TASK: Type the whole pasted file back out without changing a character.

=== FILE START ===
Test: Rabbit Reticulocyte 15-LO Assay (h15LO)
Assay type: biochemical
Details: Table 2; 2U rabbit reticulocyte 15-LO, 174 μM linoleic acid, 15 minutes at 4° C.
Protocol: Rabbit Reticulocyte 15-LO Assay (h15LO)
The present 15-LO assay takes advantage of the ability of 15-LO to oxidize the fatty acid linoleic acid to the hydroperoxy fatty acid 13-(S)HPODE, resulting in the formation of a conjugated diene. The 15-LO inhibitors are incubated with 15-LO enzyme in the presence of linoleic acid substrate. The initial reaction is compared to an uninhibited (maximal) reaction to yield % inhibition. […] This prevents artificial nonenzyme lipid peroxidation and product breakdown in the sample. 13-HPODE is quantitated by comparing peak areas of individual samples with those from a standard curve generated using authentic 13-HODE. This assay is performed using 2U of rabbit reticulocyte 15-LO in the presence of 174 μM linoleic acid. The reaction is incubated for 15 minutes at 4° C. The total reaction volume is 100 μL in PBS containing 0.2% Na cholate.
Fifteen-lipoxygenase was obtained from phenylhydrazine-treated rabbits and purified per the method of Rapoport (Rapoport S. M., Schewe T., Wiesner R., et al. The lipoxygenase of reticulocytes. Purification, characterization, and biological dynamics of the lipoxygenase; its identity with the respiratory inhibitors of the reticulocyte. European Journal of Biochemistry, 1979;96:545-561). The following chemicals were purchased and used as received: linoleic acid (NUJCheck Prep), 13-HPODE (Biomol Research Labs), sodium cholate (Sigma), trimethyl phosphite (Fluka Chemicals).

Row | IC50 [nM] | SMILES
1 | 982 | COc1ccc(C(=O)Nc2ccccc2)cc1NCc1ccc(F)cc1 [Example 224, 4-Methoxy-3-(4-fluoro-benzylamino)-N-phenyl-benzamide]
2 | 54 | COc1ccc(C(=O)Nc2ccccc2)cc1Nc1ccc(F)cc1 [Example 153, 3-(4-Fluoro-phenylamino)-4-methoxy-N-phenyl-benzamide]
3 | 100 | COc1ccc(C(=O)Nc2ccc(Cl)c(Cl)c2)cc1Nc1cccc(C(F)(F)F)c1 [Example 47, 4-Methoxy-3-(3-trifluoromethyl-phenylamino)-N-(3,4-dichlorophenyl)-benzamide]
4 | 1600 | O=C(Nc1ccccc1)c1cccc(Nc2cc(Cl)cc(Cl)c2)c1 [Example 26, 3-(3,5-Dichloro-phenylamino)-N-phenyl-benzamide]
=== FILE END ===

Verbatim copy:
Test: Rabbit Reticulocyte 15-LO Assay (h15LO)
Assay type: biochemical
Details: Table 2; 2U rabbit reticulocyte 15-LO, 174 μM linoleic acid, 15 minutes at 4° C.
Protocol: Rabbit Reticulocyte 15-LO Assay (h15LO)
The present 15-LO assay takes advantage of the ability of 15-LO to oxidize the fatty acid linoleic acid to the hydroperoxy fatty acid 13-(S)HPODE, resulting in the formation of a conjugated diene. The 15-LO inhibitors are incubated with 15-LO enzyme in the presence of linoleic acid substrate. The initial reaction is compared to an uninhibited (maximal) reaction to yield % inhibition. […] This prevents artificial nonenzyme lipid peroxidation and product breakdown in the sample. 13-HPODE is quantitated by comparing peak areas of individual samples with those from a standard curve generated using authentic 13-HODE. This assay is performed using 2U of rabbit reticulocyte 15-LO in the presence of 174 μM linoleic acid. The reaction is incubated for 15 minutes at 4° C. The total reaction volume is 100 μL in PBS containing 0.2% Na cholate.
Fifteen-lipoxygenase was obtained from phenylhydrazine-treated rabbits and purified per the method of Rapoport (Rapoport S. M., Schewe T., Wiesner R., et al. The lipoxygenase of reticulocytes. Purification, characterization, and biological dynamics of the lipoxygenase; its identity with the respiratory inhibitors of the reticulocyte. European Journal of Biochemistry, 1979;96:545-561). The following chemicals were purchased and used as received: linoleic acid (NUJCheck Prep), 13-HPODE (Biomol Research Labs), sodium cholate (Sigma), trimethyl phosphite (Fluka Chemicals).

Row | IC50 [nM] | SMILES
1 | 982 | COc1ccc(C(=O)Nc2ccccc2)cc1NCc1ccc(F)cc1 [Example 224, 4-Methoxy-3-(4-fluoro-benzylamino)-N-phenyl-benzamide]
2 | 54 | COc1ccc(C(=O)Nc2ccccc2)cc1Nc1ccc(F)cc1 [Example 153, 3-(4-Fluoro-phenylamino)-4-methoxy-N-phenyl-benzamide]
3 | 100 | COc1ccc(C(=O)Nc2ccc(Cl)c(Cl)c2)cc1Nc1cccc(C(F)(F)F)c1 [Example 47, 4-Methoxy-3-(3-trifluoromethyl-phenylamino)-N-(3,4-dichlorophenyl)-benzamide]
4 | 1600 | O=C(Nc1ccccc1)c1cccc(Nc2cc(Cl)cc(Cl)c2)c1 [Example 26, 3-(3,5-Dichloro-phenylamino)-N-phenyl-benzamide]